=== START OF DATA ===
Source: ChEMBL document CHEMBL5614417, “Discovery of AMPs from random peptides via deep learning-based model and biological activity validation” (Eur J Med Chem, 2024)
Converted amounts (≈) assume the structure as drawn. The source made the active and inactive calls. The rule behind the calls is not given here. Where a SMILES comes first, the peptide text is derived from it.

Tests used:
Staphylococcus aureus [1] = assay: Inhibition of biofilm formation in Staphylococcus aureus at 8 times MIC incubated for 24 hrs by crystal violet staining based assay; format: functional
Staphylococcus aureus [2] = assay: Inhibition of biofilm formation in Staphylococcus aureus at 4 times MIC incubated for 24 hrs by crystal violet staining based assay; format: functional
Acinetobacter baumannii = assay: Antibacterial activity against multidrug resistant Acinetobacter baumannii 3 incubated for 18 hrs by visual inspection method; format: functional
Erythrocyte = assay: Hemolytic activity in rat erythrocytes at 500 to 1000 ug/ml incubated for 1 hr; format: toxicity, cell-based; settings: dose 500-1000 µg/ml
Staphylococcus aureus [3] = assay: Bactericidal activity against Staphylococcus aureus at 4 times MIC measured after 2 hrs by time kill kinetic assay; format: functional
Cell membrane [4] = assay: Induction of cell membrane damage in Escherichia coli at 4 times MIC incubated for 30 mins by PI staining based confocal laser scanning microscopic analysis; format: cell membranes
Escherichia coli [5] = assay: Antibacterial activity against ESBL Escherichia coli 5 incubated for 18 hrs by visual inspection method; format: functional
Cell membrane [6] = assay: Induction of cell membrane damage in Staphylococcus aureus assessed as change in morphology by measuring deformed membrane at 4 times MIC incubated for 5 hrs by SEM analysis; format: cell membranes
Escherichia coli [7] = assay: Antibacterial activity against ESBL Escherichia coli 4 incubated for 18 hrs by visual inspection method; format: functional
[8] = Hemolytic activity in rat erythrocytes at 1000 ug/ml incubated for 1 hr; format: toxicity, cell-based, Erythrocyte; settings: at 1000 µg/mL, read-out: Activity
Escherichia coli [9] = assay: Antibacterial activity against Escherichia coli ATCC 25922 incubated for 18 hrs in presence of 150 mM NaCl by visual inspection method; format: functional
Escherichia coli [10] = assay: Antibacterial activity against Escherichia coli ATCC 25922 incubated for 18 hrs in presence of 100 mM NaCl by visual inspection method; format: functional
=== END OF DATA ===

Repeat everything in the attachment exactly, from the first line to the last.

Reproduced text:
Source: ChEMBL document CHEMBL5614417, “Discovery of AMPs from random peptides via deep learning-based model and biological activity validation” (Eur J Med Chem, 2024)
Converted amounts (≈) assume the structure as drawn. The source made the active and inactive calls. The rule behind the calls is not given here. Where a SMILES comes first, the peptide text is derived from it.

Tests used:
Staphylococcus aureus [1] = assay: Inhibition of biofilm formation in Staphylococcus aureus at 8 times MIC incubated for 24 hrs by crystal violet staining based assay; format: functional
Staphylococcus aureus [2] = assay: Inhibition of biofilm formation in Staphylococcus aureus at 4 times MIC incubated for 24 hrs by crystal violet staining based assay; format: functional
Acinetobacter baumannii = assay: Antibacterial activity against multidrug resistant Acinetobacter baumannii 3 incubated for 18 hrs by visual inspection method; format: functional
Erythrocyte = assay: Hemolytic activity in rat erythrocytes at 500 to 1000 ug/ml incubated for 1 hr; format: toxicity, cell-based; settings: dose 500-1000 µg/ml
Staphylococcus aureus [3] = assay: Bactericidal activity against Staphylococcus aureus at 4 times MIC measured after 2 hrs by time kill kinetic assay; format: functional
Cell membrane [4] = assay: Induction of cell membrane damage in Escherichia coli at 4 times MIC incubated for 30 mins by PI staining based confocal laser scanning microscopic analysis; format: cell membranes
Escherichia coli [5] = assay: Antibacterial activity against ESBL Escherichia coli 5 incubated for 18 hrs by visual inspection method; format: functional
Cell membrane [6] = assay: Induction of cell membrane damage in Staphylococcus aureus assessed as change in morphology by measuring deformed membrane at 4 times MIC incubated for 5 hrs by SEM analysis; format: cell membranes
Escherichia coli [7] = assay: Antibacterial activity against ESBL Escherichia coli 4 incubated for 18 hrs by visual inspection method; format: functional
[8] = Hemolytic activity in rat erythrocytes at 1000 ug/ml incubated for 1 hr; format: toxicity, cell-based, Erythrocyte; settings: at 1000 µg/mL, read-out: Activity
Escherichia coli [9] = assay: Antibacterial activity against Escherichia coli ATCC 25922 incubated for 18 hrs in presence of 150 mM NaCl by visual inspection method; format: functional
Escherichia coli [10] = assay: Antibacterial activity against Escherichia coli ATCC 25922 incubated for 18 hrs in presence of 100 mM NaCl by visual inspection method; format: functional